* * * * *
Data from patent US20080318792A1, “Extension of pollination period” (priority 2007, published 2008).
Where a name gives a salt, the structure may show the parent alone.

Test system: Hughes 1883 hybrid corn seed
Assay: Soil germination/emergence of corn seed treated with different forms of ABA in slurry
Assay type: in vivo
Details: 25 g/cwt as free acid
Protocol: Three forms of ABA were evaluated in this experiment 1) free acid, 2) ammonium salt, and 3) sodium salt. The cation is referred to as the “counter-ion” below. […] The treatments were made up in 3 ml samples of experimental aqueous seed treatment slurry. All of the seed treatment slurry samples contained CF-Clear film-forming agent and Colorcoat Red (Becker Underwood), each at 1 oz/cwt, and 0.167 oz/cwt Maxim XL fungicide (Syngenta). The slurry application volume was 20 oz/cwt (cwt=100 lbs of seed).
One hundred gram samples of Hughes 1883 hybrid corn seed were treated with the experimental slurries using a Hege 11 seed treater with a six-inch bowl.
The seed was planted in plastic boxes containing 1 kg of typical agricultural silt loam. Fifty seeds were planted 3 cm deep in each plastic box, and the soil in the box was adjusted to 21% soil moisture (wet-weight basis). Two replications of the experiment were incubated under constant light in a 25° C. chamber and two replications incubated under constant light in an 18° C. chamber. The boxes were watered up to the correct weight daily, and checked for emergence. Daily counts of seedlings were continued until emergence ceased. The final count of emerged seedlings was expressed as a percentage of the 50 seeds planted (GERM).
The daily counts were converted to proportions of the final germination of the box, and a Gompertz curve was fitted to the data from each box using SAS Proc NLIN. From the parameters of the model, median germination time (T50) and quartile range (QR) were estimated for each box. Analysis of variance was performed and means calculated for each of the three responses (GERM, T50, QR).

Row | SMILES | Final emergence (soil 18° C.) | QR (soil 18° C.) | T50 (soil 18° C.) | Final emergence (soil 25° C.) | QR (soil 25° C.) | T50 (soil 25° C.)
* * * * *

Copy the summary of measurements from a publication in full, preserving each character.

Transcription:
Data from patent US20080318792A1, “Extension of pollination period” (priority 2007, published 2008).
Where a name gives a salt, the structure may show the parent alone.

Test system: Hughes 1883 hybrid corn seed
Assay: Soil germination/emergence of corn seed treated with different forms of ABA in slurry
Assay type: in vivo
Details: 25 g/cwt as free acid
Protocol: Three forms of ABA were evaluated in this experiment 1) free acid, 2) ammonium salt, and 3) sodium salt. The cation is referred to as the “counter-ion” below. […] The treatments were made up in 3 ml samples of experimental aqueous seed treatment slurry. All of the seed treatment slurry samples contained CF-Clear film-forming agent and Colorcoat Red (Becker Underwood), each at 1 oz/cwt, and 0.167 oz/cwt Maxim XL fungicide (Syngenta). The slurry application volume was 20 oz/cwt (cwt=100 lbs of seed).
One hundred gram samples of Hughes 1883 hybrid corn seed were treated with the experimental slurries using a Hege 11 seed treater with a six-inch bowl.
The seed was planted in plastic boxes containing 1 kg of typical agricultural silt loam. Fifty seeds were planted 3 cm deep in each plastic box, and the soil in the box was adjusted to 21% soil moisture (wet-weight basis). Two replications of the experiment were incubated under constant light in a 25° C. chamber and two replications incubated under constant light in an 18° C. chamber. The boxes were watered up to the correct weight daily, and checked for emergence. Daily counts of seedlings were continued until emergence ceased. The final count of emerged seedlings was expressed as a percentage of the 50 seeds planted (GERM).
The daily counts were converted to proportions of the final germination of the box, and a Gompertz curve was fitted to the data from each box using SAS Proc NLIN. From the parameters of the model, median germination time (T50) and quartile range (QR) were estimated for each box. Analysis of variance was performed and means calculated for each of the three responses (GERM, T50, QR).

Row | SMILES | Final emergence (soil 18° C.) | QR (soil 18° C.) | T50 (soil 18° C.) | Final emergence (soil 25° C.) | QR (soil 25° C.) | T50 (soil 25° C.)